Social media has definitely changed how we interact with each other on a daily basis. Our world is now operating much faster so it’s easy to forget that there are still basic rules of conduct that should be observed.
Without sounding too pedantic I’d like to mention two incidents that I observed recently that ticked me off.
LATENESS: Sorry, but I’m a stickler for arriving on time for business or social appointments. I have a friend who, for her second marriage, decided to have her honeymoon in South America. “Before we went,” she told me, “everyone told us that they have a different concept of time down there, meaning: everything runs one or two hours late and you can’t let this bother you. We soon found this to be absolutely true.” That’s fine down there, but we live in Manhattan and when I invited a young lady to an event recently who arrived 45 minutes late that was not cultural – it was just plain rude.
THANK YOU: Written thank-you notes have gone the way of the dodo bird so it’s email or nothing. And, at this point, I think that “nothing, zip, zero or nada” is winning. I recently attended a house-warming party and, as I walked in, I handed the host a small gift. He gave me a stunned look, said nothing and walked away. When I told one of his relatives about this, she replied, “Oh, he never says thank you for anything.” I’m still trying to figure that one out.
Based on the above and other incidents I was intrigued when I came across a blog on the web titled, Why the Plaza Hotel’s Business Etiquette Lessons Are Selling Out written by Rina Raphael who attended a session to get a first-hand look and to learn why manners are still very important.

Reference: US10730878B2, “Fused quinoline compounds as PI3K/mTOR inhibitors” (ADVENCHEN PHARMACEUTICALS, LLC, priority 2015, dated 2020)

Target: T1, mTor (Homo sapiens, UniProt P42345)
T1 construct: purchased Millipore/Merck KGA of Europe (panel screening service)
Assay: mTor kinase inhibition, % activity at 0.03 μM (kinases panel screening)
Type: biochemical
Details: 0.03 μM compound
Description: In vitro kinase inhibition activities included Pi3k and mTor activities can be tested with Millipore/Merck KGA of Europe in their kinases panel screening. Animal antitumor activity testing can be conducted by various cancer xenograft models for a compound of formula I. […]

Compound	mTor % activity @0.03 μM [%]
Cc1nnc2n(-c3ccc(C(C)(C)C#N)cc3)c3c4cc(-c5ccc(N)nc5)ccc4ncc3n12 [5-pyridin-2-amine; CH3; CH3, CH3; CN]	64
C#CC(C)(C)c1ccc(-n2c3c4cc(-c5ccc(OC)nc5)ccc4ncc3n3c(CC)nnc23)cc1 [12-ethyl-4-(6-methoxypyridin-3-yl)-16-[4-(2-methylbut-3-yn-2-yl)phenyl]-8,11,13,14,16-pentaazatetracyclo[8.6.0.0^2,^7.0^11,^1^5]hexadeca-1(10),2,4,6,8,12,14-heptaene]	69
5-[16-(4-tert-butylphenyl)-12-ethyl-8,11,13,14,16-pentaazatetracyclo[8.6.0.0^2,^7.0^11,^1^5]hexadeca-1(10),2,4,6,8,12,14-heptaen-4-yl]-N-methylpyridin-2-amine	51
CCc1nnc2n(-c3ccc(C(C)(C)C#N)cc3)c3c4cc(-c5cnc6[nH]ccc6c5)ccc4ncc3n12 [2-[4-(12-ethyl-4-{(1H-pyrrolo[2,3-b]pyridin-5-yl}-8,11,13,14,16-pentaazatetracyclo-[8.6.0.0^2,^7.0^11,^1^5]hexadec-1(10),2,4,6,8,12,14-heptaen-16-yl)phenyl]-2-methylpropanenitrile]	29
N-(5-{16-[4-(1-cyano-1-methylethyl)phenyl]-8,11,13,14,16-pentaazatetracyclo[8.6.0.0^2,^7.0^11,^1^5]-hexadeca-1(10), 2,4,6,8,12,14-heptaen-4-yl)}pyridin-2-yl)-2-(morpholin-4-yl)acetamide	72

THE FOUNDER: Myka Meier, is the founder and director of the Beaumont Etiquette School that is held in the Plaza Hotel in Manhattan. She was trained by a former member of the Royal Household of Her Majesty the Queen and worked at a global firm where she taught international etiquette. After seven years, she decided to strike out on her own and launched her school in New York in 2014.
The interior of the elegant Plaza Hotel in New York City
THE PARTICIPANTS: Most of the attendees are in their twenties and thirties with a 60/40 split between women and men. A recent class had students from all over the country – from California to Alabama.
THE CLASSES: Students can take an hour-long course ($75) or a five-hour intensive one ($599) and learn the intricacies of dining and social interaction – all within continental etiquette standards. It seems that American millennials, raised in a rather casual culture, feel they are lacking these skills. “The most important thing is showing respect,” explains Meier.
Too many choices can be a daunting experience
THE RELEVANCE: This is not your grandmother’s etiquette class. Meier gives a modern spin infused with practical, current advice. For example: sprinkled within the courses are rules on how to email, introduce business colleagues, navigate a wine menu, and start a conversation (never with “So what do you do?”) Comment: I once worked at a company that stressed phone manners and “Who’s calling?” was never to be used.
Entertaining with style makes everyone feel good
THE RESPONSE: So far, the popularity of the classes has surpassed Meier’s expectations. The intensive workshops sold out within 24 hours. With digital life growing at an alarming speed, so too is modern etiquette evolving. The classes give students the tools to attract whatever it is they want in business – be it more clients, a higher position or better rapport with colleagues. Or, as Meier says, “The most successful people are the most charming. And you can learn charm. It’s all about evoking positive emotion.”
MAY WE SUGGEST…
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